Video

Video Pet Kangaroo Helps Spread Environmental Message

Children’s author Julia Heckathorn travels the world to learn about different ecosystems and endangered animals. She pours her knowledge into children’s books, hoping the next generation will right the environmental wrongs of our times. As in many children's books, the main character in Heckathorn's stories is an animal. Unlike those other characters, though, this one is real - a kangaroo, that lives in the author’s backyard. VOA’s Penelope Poulou has more.
Video

Video Pro-Russian Separatists Plan 'Federalization Referendum' in Eastern Ukraine

Pro-Russian separatists in eastern Ukraine say they plan to move forward next month with a referendum vote for greater autonomy, despite the Geneva agreement reached with Russia, the U.S. and Ukraine to end the political conflict. VOA's Brian Padden reports from the city of Donetsk in Eastern Ukraine.
Video

Video Pope Francis Hopes Dual Canonizations Will Reconcile Church

On April 27, two popes - John the XXIII and John Paul II - will be made saints in a ceremony at St. Peter’s Square. VOA religion correspondent Jerome Socolovsky says the dual canonization is part of the current pope’s program to reconcile liberals and conservatives in the Roman Catholic Church.
Video

Video In Capturing Nature's Majesty, Film Makes Case for Its Survival

French filmmaker Luc Jacquet won worldwide acclaim for his 2005 Academy Award-winning documentary "March of the Penguins". Now Jacquet is back with a new film that takes movie-goers deep into the heart of a tropical rainforest - not only to celebrate its grandeur, but to make the case for its survival. VOA's Rosanne Skirble reports.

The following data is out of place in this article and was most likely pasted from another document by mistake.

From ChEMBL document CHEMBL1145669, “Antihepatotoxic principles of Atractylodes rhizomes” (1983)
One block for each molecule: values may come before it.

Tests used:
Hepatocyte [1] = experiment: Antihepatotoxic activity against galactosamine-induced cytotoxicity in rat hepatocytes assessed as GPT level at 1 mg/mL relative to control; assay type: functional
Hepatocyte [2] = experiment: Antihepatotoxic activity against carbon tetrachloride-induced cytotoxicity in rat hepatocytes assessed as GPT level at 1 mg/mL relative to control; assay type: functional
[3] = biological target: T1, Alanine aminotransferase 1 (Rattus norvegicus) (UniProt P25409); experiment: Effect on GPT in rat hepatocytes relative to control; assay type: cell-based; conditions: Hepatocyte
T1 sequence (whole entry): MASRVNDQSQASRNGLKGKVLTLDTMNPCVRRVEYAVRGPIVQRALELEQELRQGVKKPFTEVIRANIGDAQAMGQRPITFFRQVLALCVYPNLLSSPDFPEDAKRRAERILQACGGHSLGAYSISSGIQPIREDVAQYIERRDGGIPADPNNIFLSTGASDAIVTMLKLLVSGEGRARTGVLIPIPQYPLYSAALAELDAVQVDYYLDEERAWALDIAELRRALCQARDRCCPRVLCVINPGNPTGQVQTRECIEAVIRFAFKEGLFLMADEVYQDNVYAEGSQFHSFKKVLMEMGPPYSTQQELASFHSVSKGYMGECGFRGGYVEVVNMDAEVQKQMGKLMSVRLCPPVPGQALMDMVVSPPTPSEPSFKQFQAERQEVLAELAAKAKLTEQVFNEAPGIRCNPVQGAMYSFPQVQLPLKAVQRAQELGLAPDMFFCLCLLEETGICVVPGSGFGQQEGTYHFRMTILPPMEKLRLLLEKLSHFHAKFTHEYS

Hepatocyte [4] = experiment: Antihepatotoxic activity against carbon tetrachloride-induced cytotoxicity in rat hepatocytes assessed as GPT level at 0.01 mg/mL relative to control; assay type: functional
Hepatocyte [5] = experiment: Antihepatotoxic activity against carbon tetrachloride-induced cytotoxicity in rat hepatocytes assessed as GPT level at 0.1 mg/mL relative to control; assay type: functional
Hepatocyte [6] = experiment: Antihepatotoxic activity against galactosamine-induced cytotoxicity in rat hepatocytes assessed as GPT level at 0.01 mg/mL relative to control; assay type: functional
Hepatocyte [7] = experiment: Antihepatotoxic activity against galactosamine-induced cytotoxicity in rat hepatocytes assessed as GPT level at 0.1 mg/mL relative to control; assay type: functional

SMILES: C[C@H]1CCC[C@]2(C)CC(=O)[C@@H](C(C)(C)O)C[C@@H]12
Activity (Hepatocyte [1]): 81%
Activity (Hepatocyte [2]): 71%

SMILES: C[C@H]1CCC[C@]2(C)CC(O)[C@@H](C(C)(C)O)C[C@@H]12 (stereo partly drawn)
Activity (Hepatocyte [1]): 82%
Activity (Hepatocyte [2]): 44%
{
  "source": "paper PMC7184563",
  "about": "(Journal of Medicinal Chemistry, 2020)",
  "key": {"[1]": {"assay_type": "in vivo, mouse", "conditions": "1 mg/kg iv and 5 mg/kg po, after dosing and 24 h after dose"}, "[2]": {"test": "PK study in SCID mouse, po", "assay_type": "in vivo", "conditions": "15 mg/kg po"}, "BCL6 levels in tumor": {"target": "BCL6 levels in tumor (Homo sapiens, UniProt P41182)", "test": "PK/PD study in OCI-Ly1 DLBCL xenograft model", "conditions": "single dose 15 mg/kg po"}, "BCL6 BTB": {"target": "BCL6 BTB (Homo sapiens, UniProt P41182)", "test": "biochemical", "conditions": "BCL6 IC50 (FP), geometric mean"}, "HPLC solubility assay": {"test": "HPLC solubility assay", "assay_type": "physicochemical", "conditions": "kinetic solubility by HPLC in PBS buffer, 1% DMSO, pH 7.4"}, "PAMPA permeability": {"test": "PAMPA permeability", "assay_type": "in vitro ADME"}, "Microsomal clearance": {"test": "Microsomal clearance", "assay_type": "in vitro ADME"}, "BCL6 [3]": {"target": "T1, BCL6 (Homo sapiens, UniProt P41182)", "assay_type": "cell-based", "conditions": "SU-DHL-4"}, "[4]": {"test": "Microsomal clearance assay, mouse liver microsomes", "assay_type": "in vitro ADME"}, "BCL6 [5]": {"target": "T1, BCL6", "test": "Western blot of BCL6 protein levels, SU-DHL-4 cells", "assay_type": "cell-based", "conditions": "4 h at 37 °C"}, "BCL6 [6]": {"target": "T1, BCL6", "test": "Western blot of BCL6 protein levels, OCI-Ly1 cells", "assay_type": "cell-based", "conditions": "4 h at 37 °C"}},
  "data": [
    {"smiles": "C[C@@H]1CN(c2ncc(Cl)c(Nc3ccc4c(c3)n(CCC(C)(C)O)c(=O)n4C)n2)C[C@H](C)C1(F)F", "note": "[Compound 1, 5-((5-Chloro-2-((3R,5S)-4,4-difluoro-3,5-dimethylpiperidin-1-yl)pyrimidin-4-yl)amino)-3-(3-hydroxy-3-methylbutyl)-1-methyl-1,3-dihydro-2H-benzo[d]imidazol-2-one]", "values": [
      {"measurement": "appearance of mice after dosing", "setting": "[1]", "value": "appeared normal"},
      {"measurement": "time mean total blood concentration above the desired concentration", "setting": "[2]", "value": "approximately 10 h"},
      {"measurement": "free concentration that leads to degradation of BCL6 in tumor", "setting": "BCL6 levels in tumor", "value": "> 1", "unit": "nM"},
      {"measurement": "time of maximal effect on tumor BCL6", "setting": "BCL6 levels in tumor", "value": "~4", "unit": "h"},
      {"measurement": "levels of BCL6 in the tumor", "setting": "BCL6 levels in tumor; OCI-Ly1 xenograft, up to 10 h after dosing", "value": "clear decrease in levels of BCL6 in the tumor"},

Video

Video Boston Marathon Bittersweet for Many Runners

Monday's running of the Boston Marathon was bittersweet for many of the 36,000 participants as they finished the run that was interrupted by a double bombing last year. Many gathered along the route paid respect to the four people killed as a result of two bombings near the finish line. VOA's Carolyn Presutti returned to Boston this year to follow two runners, forever changed because of the crimes.
Video

Video International Students Learn Film Production in World's Movie Capital

Hollywood - which is part of Los Angeles - is the movie capital of the world, and many aspiring filmmakers go there in hopes of breaking into the movie business. Mike O'Sullivan reports that regional universities are also a magnet for students who hope to become producers or directors.
Video

Video Pacific Rim Trade Deal Proves Elusive

With the U.S.-led war in Iraq ended and American military involvement in Afghanistan winding down, President Barack Obama has sought to pivot the country's foreign policy focus towards Asia. One aspect of that pivot is the negotiation of a free-trade agreement among 12 Pacific Rim nations. But as Obama leaves this week on a trip to four Asian countries he has found it very difficult to complete the trade pact. VOA's Ken Bredemeier has more from Washington.
Video

Video Autistic Adults Face Housing, Job Challenges

Many parents of children with disabilities fear for the future of their adult child. It can be difficult to find services to help adults with disabilities - physical, mental or emotional - find work or live on their own. The mother of an autistic boy set up a foundation to advocate for the estimated 1.2 million American adults with autism, a developmental disorder that causes communication difficulties and often social difficulties. VOA's Faiza Elmasry reports.
AppleAndroid